Blog posts from March 2009

Spanish Bluebells

Mar 31, 2009

Spanish Bluebells, Hyacinthoides hispanica, are blooming in North Texas now. These are one of my favorite perennial bulbs here. Anything that falls into the "blue" category will get at least one shot in my garden. These are great for naturalizing in perennial beds, groundcover beds or even turf. They'll tolerate some afternoon shade. Purty.

Hyacinthoideshisp

The Chickens are Here!

Mar 26, 2009

Today, I had a sales call at NHG from Dan at Bagienice Farms in Poetry, Texas. We're working on selling urban chicken keeping supplies at the garden center soon (exciting).  I believe Dan is better known as "The Chicken Man."  Not only did he deliver my very own chicken tractor to my house on his way out of town, BUT he also brought me LOANER CHICKENS! Total surprise. I plan on visiting Dan at his farm in about a month to pick up my juvenile Ameraucanas. He wanted me to have some layers in the meantime. Is that awesome, or what? So now I'm terrified I'm going to do something wrong with these lovely leghorn loaners...wish me luck! We let them out for a while and the sight of Sean and I trying to corral them back into the coop must have looked hilarious. We are definitely chicken wrangler newbies...more to come!

Chicken_tractor Leghorn1


Millions of Peaches, Peaches for Me…

Mar 26, 2009

Just a shot of baby peaches on the way on one of my little peach trees...can't wait!

Baby_peaches

Rolling in Fava Beans…

Mar 25, 2009

So, if you haven't grown Fava Beans before...You need too! This Vetch is even more effective at fixing Nitrogen in the soil than actual beans, is frost hardy, breaks up the soil, makes a great green manure AND produces super flavorful fruit. In Texas, you can seed this in fall and let them grow through the winter. Plants will bloom even through the cold weather then start producing fruit in Spring. The flowers are incredibly fragrant and when you break the pods open they have the same fragrance. Harvest the "peas" before you see them swelling too much in the pod, or harvest the entire pod early and eat whole. Make sure to save and dry some seed for your next fall planting. The foliage is also edible and tastes great mixed in with salads. Here are a couple of photos from my garden yesterday...

Fava_beans Favabeans

I Love Plant-Geek Gifts!

Mar 25, 2009

A couple of weeks ago I spoke at the All Texas Garden Show...something I've done every February for a number of years now. As I was walking the hallway, I ran into Paul from Texas Triffid Ranch who was also speaking at the show for the first time (I think...). I was happy to see carnivorous plants on the schedule. Anyhoo...we exchanged "Oh, hey, I know you from Blogland" banter and then he bestowed upon me this lovely little gem. It just popped into bloom today so I thought you'd like to see...Paul...you're going to have to give me the correct species id...THANKS!

Carnivorous

Front Yard Veggie Beds…

Mar 23, 2009

The newest addition to my ever expanding veggie garden. In addition to the two boxes we added to the back this past weekend, which filled up the remaining sunny real estate, we added three new beds to the front yard. The sun is plentiful up there and it seemed a shame to me there were no tomatoes growing in such a prime spot. Also transplanted a bunch of Iris pallida from the backyard to camouflage the concrete retaining wall on the edge of my yard.  It's obvious I'm not finished planting them yet, but they will contain an assortment of tomatoes, peppers, bush beans and maybe a dwarf bush zucchini. Photos of backyard beds to come...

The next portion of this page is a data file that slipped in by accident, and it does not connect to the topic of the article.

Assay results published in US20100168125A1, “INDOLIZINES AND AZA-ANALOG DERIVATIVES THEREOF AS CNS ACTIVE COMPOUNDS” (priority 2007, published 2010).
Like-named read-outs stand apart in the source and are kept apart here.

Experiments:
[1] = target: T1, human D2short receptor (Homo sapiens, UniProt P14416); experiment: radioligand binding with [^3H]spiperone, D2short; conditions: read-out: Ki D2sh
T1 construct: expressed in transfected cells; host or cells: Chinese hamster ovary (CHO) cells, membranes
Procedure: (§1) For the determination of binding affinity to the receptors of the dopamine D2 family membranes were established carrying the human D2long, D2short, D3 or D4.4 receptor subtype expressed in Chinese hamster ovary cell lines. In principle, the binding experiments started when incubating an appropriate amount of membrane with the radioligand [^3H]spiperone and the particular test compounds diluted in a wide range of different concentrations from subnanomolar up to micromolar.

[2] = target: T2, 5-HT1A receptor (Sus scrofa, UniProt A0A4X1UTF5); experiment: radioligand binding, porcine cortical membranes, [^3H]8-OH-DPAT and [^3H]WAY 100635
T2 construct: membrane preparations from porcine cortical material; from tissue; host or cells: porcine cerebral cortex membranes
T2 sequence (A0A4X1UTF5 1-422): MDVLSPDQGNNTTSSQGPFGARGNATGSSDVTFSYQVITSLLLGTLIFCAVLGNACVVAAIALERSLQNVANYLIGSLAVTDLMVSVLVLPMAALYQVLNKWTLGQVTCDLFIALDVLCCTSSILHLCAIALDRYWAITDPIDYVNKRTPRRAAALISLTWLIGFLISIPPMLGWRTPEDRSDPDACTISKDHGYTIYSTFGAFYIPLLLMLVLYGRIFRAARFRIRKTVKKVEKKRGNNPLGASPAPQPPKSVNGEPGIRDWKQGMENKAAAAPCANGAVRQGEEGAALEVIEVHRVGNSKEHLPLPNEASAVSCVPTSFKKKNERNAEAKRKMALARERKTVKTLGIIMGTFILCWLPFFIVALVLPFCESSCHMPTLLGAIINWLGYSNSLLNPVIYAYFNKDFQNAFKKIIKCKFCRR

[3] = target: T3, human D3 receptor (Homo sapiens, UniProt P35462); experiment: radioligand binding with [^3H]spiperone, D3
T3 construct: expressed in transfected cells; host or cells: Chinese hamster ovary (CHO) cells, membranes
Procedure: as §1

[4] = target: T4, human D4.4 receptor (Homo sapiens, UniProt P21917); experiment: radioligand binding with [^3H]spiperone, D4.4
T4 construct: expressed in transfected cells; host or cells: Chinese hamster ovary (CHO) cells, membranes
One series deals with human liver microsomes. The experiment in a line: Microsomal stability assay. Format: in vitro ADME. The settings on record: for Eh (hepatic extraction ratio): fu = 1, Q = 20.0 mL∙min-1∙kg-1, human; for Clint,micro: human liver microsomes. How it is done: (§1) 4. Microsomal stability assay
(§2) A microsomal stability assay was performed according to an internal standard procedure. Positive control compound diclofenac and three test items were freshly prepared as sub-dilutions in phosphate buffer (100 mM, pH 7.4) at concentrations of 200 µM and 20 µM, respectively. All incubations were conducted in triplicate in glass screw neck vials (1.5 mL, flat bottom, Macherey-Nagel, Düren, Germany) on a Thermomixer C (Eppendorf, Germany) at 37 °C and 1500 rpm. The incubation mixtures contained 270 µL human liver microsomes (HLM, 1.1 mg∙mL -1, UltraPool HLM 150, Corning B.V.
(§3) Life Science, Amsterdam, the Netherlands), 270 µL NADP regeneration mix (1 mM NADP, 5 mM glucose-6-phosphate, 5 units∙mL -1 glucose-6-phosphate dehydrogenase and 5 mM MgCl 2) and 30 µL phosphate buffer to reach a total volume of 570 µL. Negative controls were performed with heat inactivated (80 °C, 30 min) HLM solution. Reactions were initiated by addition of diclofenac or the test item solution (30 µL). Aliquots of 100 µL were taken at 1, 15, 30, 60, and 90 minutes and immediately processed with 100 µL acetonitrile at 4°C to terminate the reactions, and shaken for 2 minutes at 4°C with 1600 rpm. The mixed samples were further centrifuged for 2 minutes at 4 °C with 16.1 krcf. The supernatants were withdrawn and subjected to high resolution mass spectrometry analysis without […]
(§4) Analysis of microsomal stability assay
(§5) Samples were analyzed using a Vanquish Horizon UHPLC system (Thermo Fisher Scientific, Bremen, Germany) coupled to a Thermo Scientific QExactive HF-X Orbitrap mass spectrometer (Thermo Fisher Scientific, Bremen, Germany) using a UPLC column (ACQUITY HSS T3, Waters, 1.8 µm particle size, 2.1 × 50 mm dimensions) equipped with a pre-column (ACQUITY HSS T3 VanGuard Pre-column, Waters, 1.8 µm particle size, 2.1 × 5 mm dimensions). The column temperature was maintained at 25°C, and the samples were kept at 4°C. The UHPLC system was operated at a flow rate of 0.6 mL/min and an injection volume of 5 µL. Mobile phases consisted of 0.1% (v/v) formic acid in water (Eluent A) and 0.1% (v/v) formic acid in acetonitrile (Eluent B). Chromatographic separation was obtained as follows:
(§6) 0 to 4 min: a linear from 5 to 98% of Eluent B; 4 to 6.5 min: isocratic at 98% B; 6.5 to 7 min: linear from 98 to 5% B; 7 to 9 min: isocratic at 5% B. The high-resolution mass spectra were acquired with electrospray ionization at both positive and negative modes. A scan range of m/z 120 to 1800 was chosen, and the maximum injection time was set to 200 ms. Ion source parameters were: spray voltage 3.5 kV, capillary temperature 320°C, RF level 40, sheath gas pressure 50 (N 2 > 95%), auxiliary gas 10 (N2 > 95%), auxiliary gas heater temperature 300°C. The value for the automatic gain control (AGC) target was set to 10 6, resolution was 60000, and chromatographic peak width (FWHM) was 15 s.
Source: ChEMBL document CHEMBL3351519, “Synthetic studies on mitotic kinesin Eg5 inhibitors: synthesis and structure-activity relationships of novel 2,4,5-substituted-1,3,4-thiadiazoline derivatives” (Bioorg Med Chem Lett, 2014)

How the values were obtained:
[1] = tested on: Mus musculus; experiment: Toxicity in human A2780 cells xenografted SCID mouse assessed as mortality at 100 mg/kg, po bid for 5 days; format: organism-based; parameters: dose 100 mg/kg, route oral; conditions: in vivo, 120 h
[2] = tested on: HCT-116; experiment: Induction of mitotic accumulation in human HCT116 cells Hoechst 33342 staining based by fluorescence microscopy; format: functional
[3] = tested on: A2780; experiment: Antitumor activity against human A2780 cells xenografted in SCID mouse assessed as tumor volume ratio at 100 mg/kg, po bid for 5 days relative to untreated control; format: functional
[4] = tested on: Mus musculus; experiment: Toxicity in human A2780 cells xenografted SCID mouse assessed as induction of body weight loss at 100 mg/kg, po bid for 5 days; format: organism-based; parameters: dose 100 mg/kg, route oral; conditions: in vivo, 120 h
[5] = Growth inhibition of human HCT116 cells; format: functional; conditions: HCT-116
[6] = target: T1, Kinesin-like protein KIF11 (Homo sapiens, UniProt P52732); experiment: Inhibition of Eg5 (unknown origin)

Frontbeds1

The Food Safety Modernization Act of 2009

Mar 23, 2009

Ok gardeners and enjoyers of local farmers markets, etc....if you're not paying attention to this now...you'd better. Regulating small local farmers...and potentially down the road backyard food production...out of existance is the last thing this country needs right now. We need to speak up on this one. If you're not familiar with the Act, you should be.

The Bill

Here is a good article from Rod Dreher in the Dallas Morning News:

Rod Dreher: Food safety shouldn't kill farmers markets

Yay for snakes!

Mar 23, 2009

It's a banner year for snakes in the Halleck garden. As you can see by the blurriness of the photo, it wasn't exactly easy to get a shot of this squirmy little guy, but you get the idea. It is a Texas brown snake. I have a bounty of babies in my garden this year. Just about everywhere I've started to dig around one of two if these little guys has popped out. I was removing a decaying stump from the back fence and fount a nest of them. I'm a reptile/amphibian enthusiast so snakes and the like bring me no end of entertainment. But I do realize there are a lot of you out there that would not be thrilled to find snakes in their yard. Texas brown snakes and rat snakes are non-venomous and they are a great natural pest control. They have small mouths so their prey tends to be small as well..they eat snails and slugs so they are great for gardeners. So your backyard chickens are safe...yay for snakes.

Texas_brown_snake


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